All aspects of the proposed investigation, including the consent process and public notification prior to beginning the research, must be approved by the more than 40 emergency medical service and hospital institutional review boards overseeing the study.

Any community member who does not want to be included in this study without their own informed consent can obtain a medical alert bracelet that indicates to paramedics that he or she has chosen to opt out of the study. To obtain a bracelet, call the FAST-MAG Clinical Coordinating Center at (310) 794-6160.

The investigators welcome comments regarding the study from the public. They may be submitted to fastmag@ucla.edu.
-end-


University of California - Los Angeles

Related Stroke Articles from Brightsurf:

Stroke alarm clock may streamline and accelerate time-sensitive acute stroke care
An interactive, digital alarm clock may speed emergency stroke care, starting at hospital arrival and through each step of the time-sensitive treatment process.

Stroke patients with COVID-19 have increased inflammation, stroke severity and death
Stroke patients who also have COVID-19 showed increased systemic inflammation, a more serious stroke severity and a much higher rate of death, compared to stroke patients who did not have COVID-19, according a retrospective, observational, cross-sectional study of 60 ischemic stroke patients admitted to UAB Hospital between late March and early May 2020.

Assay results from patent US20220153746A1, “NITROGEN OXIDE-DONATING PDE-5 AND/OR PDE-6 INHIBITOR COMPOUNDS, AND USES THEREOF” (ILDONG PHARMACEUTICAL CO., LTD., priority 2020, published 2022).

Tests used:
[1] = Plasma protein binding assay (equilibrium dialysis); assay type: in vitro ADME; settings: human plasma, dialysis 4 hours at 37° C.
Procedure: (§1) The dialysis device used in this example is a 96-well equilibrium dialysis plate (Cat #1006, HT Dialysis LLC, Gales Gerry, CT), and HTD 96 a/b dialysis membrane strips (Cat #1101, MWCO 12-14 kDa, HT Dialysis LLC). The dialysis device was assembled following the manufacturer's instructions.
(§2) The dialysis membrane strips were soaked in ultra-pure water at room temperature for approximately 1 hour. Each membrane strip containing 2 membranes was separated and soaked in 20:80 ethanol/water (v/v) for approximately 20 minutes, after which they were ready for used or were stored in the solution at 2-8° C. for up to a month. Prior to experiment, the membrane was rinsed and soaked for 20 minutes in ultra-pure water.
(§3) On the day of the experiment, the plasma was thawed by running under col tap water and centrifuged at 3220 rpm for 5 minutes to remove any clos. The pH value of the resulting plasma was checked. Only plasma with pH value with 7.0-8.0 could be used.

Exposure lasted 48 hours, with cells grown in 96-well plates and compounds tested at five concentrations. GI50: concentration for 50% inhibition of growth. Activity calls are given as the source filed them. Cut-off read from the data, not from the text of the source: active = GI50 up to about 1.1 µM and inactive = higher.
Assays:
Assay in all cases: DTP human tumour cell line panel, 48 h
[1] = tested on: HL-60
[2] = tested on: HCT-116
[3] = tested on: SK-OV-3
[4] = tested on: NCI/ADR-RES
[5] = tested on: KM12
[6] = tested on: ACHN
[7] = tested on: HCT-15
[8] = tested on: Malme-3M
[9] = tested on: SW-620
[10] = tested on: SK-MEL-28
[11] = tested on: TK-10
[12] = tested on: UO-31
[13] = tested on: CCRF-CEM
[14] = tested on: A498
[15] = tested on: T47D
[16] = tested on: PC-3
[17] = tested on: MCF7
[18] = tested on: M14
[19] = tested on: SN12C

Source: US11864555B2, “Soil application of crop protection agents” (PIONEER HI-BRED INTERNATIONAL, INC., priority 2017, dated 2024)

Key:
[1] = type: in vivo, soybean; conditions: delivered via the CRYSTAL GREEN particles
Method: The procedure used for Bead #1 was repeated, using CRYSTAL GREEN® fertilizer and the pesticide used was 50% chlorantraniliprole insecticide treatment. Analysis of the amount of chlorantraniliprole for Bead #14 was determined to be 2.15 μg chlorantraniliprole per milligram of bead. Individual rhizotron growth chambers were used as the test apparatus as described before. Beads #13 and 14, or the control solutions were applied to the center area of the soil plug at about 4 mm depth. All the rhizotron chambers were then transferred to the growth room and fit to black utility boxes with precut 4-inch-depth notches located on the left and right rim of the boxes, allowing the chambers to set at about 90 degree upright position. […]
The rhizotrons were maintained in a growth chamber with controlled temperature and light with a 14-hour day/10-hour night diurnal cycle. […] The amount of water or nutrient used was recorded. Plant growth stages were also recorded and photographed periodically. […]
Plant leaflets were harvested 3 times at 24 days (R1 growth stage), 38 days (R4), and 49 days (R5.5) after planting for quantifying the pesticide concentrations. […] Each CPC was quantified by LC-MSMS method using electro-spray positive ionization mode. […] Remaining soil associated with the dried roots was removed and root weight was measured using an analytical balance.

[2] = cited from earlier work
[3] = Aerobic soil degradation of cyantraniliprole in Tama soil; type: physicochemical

'Time is vision' after a stroke
University of Rochester researchers studied stroke patients who experienced vision loss and found that the patients retained some visual abilities immediately after the stroke but these abilities diminished gradually and eventually disappeared permanently after approximately six months.

More stroke awareness, better eating habits may help reduce stroke risk for young adult African-Americans
Young African-Americans are experiencing higher rates of stroke because of health conditions such as high blood pressure, diabetes and obesity, yet their perception of their stroke risk is low.

How to help patients recover after a stroke
The existing approach to brain stimulation for rehabilitation after a stroke does not take into account the diversity of lesions and the individual characteristics of patients' brains.

Kids with headache after stroke might be at risk for another stroke
A new study has found a high incidence of headaches in pediatric stroke survivors and identified a possible association between post-stroke headache and stroke recurrence.

High stroke impact in low- and middle-income countries examined at 11th World Stroke Congress
Less wealthy countries struggle to meet greater need with far fewer resources.

Marijuana use might lead to higher risk of stroke, World Stroke Congress to be told
A five-year study of hospital statistics from the United States shows that the incidence of stroke has risen steadily among marijuana users even though the overall rate of stroke remained constant over the same period.

We need to talk about sexuality after stroke
Stroke survivors and their partners are not adequately supported to deal with changes to their relationships, self-identity, gender roles and intimacy following stroke, according to new research from the University of Sydney.

Standardized stroke protocol can ensure ELVO stroke patients are treated within 60 minutes
A new study shows that developing a standardized stroke protocol of having neurointerventional teams meet suspected emergent large vessel occlusion (ELVO) stroke patients upon their arrival at the hospital achieves a median door-to-recanalization time of less than 60 minutes.

Read More: Stroke News and Stroke Current Events
Brightsurf.com is a participant in the Amazon Services LLC Associates Program, an affiliate advertising program designed to provide a means for sites to earn advertising fees by advertising and linking to Amazon.com.